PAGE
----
The police department released a photo of the couple that Sorensen identified as the suspects. Police said they had followed up on other leads. However, the department added, "inconsistencies between the two accounts of the incident need to be resolved before criminal charges can be considered."
However, Petaluma Police Sgt. Ed Crosby told BuzzFeed News the department's statement shouldn't be interpreted as casting doubt on Sorensen's story. He said the department released the statement because it wants the public to come forward if someone has any new information, as police need to clear up the inconsistencies before bringing a case.
He declined to elaborate on those inconsistencies, saying he doesn't want to "try the case in the court of public opinion."
Sorensen said in a statement to BuzzFeed News that she has been communicating with police and is thankful they are taking it seriously.
"As with any ongoing investigation, there are pieces of information that are not shared in a post. And as with anything on social media, words will be used out of context, criticized, and questioned," she said. "I do not wish to jeopardize the work of the local police department, nor do I wish to further any conversations that are fueled by negativity and judgement."
If Sorensen's account of being stalked for her children sounds familiar, that's because several similar stories have gone viral in recent years. There was an Oklahoma woman who said her daughter was almost kidnapped in Target in 2016. Another woman claimed a similar thing happened with her infant daughter in Kansas in 2018. And then there was the mom who said a stranger tried to snatch her kids from an Ikea in California in 2017.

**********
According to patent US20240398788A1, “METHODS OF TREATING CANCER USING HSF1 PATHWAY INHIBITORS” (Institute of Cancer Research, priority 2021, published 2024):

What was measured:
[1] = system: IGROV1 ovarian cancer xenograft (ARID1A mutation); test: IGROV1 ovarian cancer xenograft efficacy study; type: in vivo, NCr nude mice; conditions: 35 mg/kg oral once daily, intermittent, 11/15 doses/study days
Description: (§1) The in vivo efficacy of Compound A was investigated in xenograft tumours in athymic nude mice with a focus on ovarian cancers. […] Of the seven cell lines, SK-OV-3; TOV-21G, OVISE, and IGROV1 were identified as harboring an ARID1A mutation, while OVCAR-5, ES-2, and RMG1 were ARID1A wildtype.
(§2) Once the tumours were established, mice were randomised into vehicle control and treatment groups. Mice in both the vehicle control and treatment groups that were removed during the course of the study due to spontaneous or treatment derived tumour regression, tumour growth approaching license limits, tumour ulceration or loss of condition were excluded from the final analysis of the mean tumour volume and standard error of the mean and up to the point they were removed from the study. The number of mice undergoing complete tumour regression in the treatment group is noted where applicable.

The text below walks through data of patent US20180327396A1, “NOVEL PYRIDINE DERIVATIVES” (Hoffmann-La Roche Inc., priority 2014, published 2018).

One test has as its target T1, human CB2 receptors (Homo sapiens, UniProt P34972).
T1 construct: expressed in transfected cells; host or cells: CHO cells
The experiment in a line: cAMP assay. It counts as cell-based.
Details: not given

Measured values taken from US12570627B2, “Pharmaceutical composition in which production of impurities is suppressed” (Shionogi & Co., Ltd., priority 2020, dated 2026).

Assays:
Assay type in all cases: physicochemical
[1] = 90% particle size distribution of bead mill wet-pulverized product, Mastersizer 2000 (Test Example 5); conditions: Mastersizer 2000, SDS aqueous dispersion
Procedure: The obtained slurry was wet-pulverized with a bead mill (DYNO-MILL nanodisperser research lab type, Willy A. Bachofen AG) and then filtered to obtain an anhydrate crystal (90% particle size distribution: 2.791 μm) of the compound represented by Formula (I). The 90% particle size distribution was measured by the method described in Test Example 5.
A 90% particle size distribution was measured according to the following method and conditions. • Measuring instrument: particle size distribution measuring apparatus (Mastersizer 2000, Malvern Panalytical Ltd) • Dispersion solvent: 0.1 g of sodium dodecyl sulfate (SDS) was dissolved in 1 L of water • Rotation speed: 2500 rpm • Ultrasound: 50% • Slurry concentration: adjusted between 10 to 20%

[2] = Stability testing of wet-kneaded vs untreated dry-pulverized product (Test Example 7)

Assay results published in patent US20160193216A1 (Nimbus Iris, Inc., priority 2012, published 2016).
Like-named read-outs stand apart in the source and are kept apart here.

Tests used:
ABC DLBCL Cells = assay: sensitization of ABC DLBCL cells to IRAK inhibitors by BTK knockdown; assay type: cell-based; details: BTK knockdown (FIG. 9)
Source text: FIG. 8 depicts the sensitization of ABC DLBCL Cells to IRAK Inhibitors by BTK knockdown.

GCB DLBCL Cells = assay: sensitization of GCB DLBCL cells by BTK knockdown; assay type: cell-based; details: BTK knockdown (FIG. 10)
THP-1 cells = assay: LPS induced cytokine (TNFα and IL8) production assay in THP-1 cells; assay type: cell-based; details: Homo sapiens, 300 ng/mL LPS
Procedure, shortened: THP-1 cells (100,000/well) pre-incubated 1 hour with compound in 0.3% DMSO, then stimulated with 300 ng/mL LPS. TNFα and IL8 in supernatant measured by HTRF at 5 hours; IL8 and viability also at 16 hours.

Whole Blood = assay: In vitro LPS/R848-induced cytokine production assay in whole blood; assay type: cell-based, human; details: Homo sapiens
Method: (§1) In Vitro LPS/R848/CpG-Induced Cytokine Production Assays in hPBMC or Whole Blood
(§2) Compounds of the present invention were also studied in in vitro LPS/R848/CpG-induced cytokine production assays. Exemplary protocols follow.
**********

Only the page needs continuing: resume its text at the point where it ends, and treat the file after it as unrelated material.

Human trafficking, especially of children, has also been a hot topic on social media over the past several months. Believers in the QAnon mass delusion have been slowly spreading their beliefs — that the world is run by a group of evil, leftist human traffickers — through platforms like Instagram, most insidiously through a spinoff movement called #SaveTheChildren.
After a conspiracy theory that Wayfair was selling trafficked children through fake furniture listings went viral over the summer, thousands of mothers have been constantly fed a narrative online that their children could be nabbed at a moment's notice. However, many of the #SaveTheChildren posts are spreading "misinformation including false numbers about the problem" of child sex trafficking, according to advocacy group Polaris.
In reality, a stranger kidnapping a child from a public place is extraordinarily rare, accounting for fewer than 10% of child trafficking cases, the group said.
"What most people think they know about child sex trafficking generally involves stories — young girls and boys being kidnapped by strangers, forced into windowless vans, then driven to another city or state where they are kept drugged and chained in a brothel," Polaris wrote on its blog. "While situations like these do exist, they are more of an exception than the rule."
The children who are most likely to be trafficked are those who are economically or socially vulnerable, such as those who are living in poverty, experiencing homelessness, being physically or sexually abused, or have a drug addiction, the group added.
Sorensen told BuzzFeed News that she has been completely overwhelmed by the positive and negative reactions to her videos. She said she wants people criticizing her actions to acknowledge that "faced with a traumatic experience, it is impossible to function at full capacity."
She also denied having any ulterior motives for the video and added that she had never expected it to go viral.
"I had no intentions or underlying motives for sharing my story, other than to encourage fellow parents to always remain vigilant," she said. "I hope my family and our local law enforcement will be given the respect and support we each deserve as we continue on."